Tilden Regional Park


Length 3.6 mi · Climbing 850 ft
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View of San Francisco from the Seaview Trail

Background

Tilden is one of the East Bay's oldest parks, and it remains one of the best. Its unique variegated look — hilly meadows streaked with many kinds of woodland — and its genteel, civilized notion of nature perfectly complement the opulent Craftsman-style neighborhoods of the Berkeley Hills. Tilden isn't so much a place for hiking as it is for extended nature walks.

The central corridor of the park is a highly-developed canyon with numerous picnic areas, a swimming lake, a nature center, a childrens' farm, and a golf course. A dense network of trails climbs into the remarkably scenic hills above the canyon, offering views of San Francisco and San Pablo Reservoir.

Tilden's trails connect with the larger Wildcat Canyon Regional Park to the north. It's surprising how quickly the landscape changes as you cross the park boundary; Wildcat Canyon has a rather severe look, without the attractive stands of trees or any of the sheltered, civilized feel of Tilden.

Hikes

*** Wildcat Peak (3.9 miles, 750 ft)
This hike starts at Tilden's busy visitor center and climbs to a little peak with great views over Tilden Park and the East Bay. The wooded descent ends at the Little Farm.

** The Seaview Trail (3.6 miles, 850 ft)
The popular Seaview Trail also leads to a peak with great views. The trail is more open than the Wildcat Peak loop and it's mostly on dirt roads.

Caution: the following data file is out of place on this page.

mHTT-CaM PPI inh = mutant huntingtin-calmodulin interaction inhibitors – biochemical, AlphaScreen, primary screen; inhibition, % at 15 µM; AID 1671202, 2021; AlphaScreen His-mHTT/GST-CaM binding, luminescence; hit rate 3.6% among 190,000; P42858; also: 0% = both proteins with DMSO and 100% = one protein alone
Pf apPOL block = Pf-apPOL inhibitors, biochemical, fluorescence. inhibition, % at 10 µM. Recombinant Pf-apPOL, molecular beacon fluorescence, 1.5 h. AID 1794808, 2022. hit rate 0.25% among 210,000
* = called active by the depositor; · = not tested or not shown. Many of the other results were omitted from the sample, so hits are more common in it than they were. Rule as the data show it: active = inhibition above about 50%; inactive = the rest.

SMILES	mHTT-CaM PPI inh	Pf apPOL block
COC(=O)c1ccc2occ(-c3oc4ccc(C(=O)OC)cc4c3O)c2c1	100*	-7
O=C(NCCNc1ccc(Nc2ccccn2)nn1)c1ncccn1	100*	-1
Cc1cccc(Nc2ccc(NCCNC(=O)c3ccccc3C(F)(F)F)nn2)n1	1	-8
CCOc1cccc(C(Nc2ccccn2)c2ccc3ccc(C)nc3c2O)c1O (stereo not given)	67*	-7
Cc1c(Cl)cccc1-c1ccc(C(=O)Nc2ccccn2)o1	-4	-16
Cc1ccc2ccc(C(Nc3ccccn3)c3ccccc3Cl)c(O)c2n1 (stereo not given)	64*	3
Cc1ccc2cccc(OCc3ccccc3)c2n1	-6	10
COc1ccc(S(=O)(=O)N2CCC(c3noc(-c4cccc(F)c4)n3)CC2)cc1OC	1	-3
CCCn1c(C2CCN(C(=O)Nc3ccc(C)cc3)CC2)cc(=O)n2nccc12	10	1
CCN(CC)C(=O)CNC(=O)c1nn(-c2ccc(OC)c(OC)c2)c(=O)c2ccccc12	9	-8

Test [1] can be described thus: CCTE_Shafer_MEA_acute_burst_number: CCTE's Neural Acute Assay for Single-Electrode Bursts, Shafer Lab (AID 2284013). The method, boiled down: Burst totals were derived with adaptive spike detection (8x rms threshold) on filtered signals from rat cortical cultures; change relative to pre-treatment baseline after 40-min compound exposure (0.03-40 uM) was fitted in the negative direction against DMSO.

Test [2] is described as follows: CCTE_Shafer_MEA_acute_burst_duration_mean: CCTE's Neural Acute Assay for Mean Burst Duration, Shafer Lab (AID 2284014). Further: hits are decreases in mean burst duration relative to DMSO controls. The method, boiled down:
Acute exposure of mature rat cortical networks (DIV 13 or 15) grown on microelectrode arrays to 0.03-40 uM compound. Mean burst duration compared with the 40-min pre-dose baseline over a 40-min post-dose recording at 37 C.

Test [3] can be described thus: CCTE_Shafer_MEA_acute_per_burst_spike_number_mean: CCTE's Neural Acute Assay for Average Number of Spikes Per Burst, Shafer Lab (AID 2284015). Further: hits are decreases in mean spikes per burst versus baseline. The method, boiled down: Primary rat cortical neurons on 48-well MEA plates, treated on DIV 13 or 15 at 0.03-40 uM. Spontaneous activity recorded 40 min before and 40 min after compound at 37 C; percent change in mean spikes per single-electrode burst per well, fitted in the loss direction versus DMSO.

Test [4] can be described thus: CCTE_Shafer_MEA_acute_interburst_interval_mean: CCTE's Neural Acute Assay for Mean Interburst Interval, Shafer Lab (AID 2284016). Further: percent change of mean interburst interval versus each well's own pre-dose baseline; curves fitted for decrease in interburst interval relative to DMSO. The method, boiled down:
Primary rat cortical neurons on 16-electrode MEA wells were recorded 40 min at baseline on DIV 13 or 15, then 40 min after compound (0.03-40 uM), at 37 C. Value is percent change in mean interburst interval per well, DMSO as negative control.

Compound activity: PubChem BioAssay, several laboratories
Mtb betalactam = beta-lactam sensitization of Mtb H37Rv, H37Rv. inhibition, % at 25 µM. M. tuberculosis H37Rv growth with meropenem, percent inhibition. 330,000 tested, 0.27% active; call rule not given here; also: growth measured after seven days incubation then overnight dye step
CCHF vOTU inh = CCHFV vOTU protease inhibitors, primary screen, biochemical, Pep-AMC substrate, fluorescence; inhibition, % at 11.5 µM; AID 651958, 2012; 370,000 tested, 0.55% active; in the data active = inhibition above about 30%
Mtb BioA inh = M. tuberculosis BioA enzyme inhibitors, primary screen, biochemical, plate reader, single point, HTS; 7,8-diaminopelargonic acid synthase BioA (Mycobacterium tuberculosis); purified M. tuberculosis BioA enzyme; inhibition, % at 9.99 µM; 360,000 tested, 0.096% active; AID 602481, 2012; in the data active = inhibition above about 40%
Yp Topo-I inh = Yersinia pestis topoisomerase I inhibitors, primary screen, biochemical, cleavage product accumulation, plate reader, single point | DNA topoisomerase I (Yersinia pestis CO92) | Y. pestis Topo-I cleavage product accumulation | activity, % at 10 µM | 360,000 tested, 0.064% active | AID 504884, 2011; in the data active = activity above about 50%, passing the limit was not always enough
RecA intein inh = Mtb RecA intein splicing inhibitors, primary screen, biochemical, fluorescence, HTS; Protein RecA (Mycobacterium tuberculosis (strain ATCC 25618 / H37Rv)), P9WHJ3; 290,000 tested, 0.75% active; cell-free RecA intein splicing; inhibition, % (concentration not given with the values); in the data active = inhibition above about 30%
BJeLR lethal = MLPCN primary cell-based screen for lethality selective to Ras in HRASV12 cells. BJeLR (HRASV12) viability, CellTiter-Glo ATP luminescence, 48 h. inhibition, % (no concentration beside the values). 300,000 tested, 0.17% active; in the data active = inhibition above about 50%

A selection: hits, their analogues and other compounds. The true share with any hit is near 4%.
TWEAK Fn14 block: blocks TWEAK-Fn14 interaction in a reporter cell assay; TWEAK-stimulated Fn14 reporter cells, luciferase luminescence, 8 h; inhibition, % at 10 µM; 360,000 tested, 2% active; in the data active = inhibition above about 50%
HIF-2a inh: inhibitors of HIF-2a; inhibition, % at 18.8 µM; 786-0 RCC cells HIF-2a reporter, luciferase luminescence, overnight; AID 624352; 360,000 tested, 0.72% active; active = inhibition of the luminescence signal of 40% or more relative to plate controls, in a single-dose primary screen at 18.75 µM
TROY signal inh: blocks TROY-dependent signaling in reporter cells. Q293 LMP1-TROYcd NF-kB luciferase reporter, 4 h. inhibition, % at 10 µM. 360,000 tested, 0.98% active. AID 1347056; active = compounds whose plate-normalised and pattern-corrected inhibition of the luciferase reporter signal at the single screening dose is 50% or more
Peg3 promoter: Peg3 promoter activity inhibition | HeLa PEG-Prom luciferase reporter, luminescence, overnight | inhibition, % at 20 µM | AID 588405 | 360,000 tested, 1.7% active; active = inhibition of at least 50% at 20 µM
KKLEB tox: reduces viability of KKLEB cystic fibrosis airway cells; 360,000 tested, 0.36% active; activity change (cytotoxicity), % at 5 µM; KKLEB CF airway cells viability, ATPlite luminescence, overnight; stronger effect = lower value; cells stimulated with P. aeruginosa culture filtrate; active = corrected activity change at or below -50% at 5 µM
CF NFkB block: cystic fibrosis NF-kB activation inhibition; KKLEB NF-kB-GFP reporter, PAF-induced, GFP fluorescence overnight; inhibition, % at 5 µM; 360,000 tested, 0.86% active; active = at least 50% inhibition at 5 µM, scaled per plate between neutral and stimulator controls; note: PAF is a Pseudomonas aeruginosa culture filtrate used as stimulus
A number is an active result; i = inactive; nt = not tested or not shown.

** Tilden Regional Park and Briones Reservoir (13.3 miles, 1430 ft)
This epic hike starts in Tilden Park, climbs over Wildcat Peak, runs along the shore of Briones Reservoir, and then climbs back to Tilden Park. Along the way are great views and a lot of variety. Requires an EBMUD permit.

Food

Berkeley has a remarkably good selection of restaurants. Especially memorable are the many small mom-and-pop shops that serve unusual varieties of ethnic cuisine.

  • The legendary Vik's Chaat Corner is like the Indian equivalent of a really good hamburger joint. Chaat is only available on weekends; the weekday menu is limited and not as good. The lamb baida roti, aloo paratha, chicken kathi kabob, vegetable kabob, or pav bhaji make especially good trail snacks.
  • Jayakarta Restaurant is an outstanding and really popular Indonesian restaurant. It's hearty, flavorful, and satisfying, a bit like Thai food but definitely with its own unique style. Not everything is good but I like the beef rendang, ayam panggang, cah kangkung (water spinach, not available in winter), nasi bungkus (weekends only), and empek-empek palambang.
  • Berkeley has a lot of Tibetan restaurants, but only two of them mainly serve Tibetan (as opposed to Indian) food; of these, Cafe Tibet is the best. The food has a fresh, home-cooked taste and is generally very light. This quiet little restaurant is somewhat overshadowed by the busy, boisterous Jayakarta two doors away.
  • Da Nang Krungthep (Muang Thai) is a Thai and Vietnamese restaurant near Albany Hill. This hole-in-the-wall serves food with remarkably big, robust flavors. The curries aren't that good, but the other Thai dishes are. I haven't tried the Vietnamese dishes. Yelp
  • Wat Mangkolratanaram is a Thai temple that serves a ridiculously popular lunch on Sundays. The food is really good and is served in outdoor tents, giving the event a festival-like atmosphere. Open Sundays 10 am - 1 pm. Yelp
  • The Cheese Board has great scones, cheese rolls, and pizza. It's always jammed and everything's sold out by noon. Oakland's Arizmendi is a Cheese Board spinoff that's equally good and has a bigger variety of items.

View of San Pablo Reservoir from the Seaview Trail


 

© 2013 David Baselt